NEW YORK (TheStreet) -- At the end of last year, I made ten predictions for 2013 that I thought would come true in the technology sector.
On a whole, I'd say I did better in 2012 but some of my predictions were spot on. Others, I did okay on, and a few I'd like to have back, and would make a lesser man go home and cry at night.
Here are last year's tech predictions before you go any further.
Twitter Files to Go Public
This isn't the same thing as going public, which Facebook (FB) did in mid-2012. Twitter will likely file its documents in preparation for an initial public offering in 2014.
Last year I predicted that Google (GOOG) would acquire the micro-blogging site. I wouldn't be surprised if Google makes another run at Twitter, though I expect Twitter would prefer to remain independent.
CEO Dick Costolo has been pretty adamant that the company doesn't need to raise funds soon, as it tries to maximize revenue, while maintaining the user experience and value that Twitter has become. In mid-2012, Twitter said it "expects to generate at least $1 billion in sales in 2014."
I think we'll see Twitter file its documents around November, with an expected offering sometime around February.
Though I won't give myself an A+ on this one, I will give myself a pretty good grade, with a caveat. While I correctly predicted Twitter would file its documents this year, I said it would go public in early 2014. The San Francisco-based micro-blogging site went public last month, pricing its offering at $26 per share, raising $1.82 billion in the process.
On the surface, that would seem to hurt my grade, and it should. However, I also broke the news that Twitter would list on the New York Stock Exchange. I think that should count for something when it comes to my grade, right?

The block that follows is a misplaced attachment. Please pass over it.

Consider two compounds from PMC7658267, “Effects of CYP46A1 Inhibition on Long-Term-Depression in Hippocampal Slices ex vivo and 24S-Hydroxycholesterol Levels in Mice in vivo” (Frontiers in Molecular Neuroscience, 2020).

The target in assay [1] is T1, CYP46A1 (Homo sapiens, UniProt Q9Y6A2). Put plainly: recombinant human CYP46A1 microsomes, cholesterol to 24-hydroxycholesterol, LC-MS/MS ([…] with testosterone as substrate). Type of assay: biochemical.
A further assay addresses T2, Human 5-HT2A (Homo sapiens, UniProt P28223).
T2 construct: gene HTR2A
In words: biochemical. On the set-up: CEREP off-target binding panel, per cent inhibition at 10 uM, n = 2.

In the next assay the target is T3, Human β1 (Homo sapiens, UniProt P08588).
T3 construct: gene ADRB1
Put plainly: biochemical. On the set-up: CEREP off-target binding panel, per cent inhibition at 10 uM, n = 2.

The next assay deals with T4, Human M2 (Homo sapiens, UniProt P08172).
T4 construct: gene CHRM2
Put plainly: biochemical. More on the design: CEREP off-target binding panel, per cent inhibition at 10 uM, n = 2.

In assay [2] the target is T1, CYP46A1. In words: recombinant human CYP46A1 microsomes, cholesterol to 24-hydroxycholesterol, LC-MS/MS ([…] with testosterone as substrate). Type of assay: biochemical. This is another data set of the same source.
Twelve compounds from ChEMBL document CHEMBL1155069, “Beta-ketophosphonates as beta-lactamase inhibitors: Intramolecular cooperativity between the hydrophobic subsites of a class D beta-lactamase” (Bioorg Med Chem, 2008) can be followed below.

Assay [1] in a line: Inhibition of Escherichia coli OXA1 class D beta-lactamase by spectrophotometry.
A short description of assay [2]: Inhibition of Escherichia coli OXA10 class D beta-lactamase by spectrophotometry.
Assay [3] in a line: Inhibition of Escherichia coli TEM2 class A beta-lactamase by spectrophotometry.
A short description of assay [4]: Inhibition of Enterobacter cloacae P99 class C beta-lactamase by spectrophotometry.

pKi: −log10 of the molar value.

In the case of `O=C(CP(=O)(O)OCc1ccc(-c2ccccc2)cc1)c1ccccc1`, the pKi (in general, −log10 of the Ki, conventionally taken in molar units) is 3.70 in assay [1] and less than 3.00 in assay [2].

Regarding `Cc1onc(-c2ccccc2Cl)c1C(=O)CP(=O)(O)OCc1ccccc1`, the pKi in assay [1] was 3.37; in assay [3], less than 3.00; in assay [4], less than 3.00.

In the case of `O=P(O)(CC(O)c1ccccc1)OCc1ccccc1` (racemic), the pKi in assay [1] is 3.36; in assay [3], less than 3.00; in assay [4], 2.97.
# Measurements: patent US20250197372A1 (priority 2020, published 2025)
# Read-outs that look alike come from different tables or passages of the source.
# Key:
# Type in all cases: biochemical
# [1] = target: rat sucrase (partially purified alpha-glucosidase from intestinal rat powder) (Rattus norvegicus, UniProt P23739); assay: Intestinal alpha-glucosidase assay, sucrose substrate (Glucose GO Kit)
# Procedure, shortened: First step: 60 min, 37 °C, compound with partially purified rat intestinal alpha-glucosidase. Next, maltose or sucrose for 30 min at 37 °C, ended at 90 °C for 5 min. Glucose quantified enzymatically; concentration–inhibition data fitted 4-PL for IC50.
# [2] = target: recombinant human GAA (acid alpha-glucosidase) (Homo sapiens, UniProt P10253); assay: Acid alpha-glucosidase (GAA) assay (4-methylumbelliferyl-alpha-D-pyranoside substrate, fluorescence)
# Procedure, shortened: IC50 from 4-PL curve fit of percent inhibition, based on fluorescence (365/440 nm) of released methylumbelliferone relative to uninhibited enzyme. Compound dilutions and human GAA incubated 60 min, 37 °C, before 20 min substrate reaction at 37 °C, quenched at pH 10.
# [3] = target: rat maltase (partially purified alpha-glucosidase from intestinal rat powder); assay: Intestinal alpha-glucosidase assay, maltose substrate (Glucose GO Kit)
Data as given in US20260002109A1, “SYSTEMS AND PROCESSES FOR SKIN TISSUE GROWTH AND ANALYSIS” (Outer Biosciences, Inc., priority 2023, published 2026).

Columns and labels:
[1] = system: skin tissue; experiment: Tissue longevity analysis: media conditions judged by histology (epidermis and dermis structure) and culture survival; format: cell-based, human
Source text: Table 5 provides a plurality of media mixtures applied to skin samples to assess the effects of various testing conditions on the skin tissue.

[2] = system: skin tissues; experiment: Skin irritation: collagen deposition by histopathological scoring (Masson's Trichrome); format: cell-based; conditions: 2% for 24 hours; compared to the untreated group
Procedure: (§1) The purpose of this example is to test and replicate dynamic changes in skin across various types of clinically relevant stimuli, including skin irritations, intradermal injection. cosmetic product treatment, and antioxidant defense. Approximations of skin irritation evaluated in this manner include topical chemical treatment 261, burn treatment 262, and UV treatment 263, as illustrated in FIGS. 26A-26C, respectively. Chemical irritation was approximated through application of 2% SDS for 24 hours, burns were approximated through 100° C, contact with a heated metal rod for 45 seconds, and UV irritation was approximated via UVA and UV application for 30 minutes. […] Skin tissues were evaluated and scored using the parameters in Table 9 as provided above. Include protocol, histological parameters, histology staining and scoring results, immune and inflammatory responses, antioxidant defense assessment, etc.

Grade: A (A+ for getting the filing timing close to right, it happened in Sept., less two grades for the exact timing of the IPO, and add one grade for breaking a story)
Zynga Gets Acquired
Prediction: Zynga (ZNGA) has had a rough 2012, that's for sure. The company has lost nearly three-quarters of its value, important executives have left the company and Facebook recently distanced itself from the game maker.
CEO Mark Pincus still owns a significant portion of the company (50.15% of the voting rights as of August), despite having sold off significant amounts of stock in the initial public offering and subsequent offering earlier this year.
Zynga, best known for its -Ville games and Words With Friends is trading at extremely cheap levels. It has almost enough cash on hand (about $1.6 billion at the end of the third quarter) to equal its market cap ($1.8 billion). Zynga is still generating cash flow from operations -- $30.1 million in the third quarter -- and it owns a valuable piece of real estate, its San Francisco headquarters.
Pincus retweeted a tweet that said going private should be an option for Zynga. Given the amount of cash it has on hands, it's not out of the realm of possibility to see a management-led buyout on this one.
Review: Well, Zynga didn't get acquired; it's still publicly-traded, so epic fail on that one. However, Mark Pincus stepped down from his position as CEO of the San Francisco-based social gaming company earlier this year, replaced by Don Mattock.
Zynga has still had a tough time of trying to replicate the success it had with Farmville and a few other games, but investors have rewarded the stock this year, sending shares up more than 70% year to date.
Zynga's most recent quarterly results, its third-quarter, still shows the company has a lot of work to do. Revenues fell 36% year-over-year to $203 million, and bookings fell 40% to $152 million.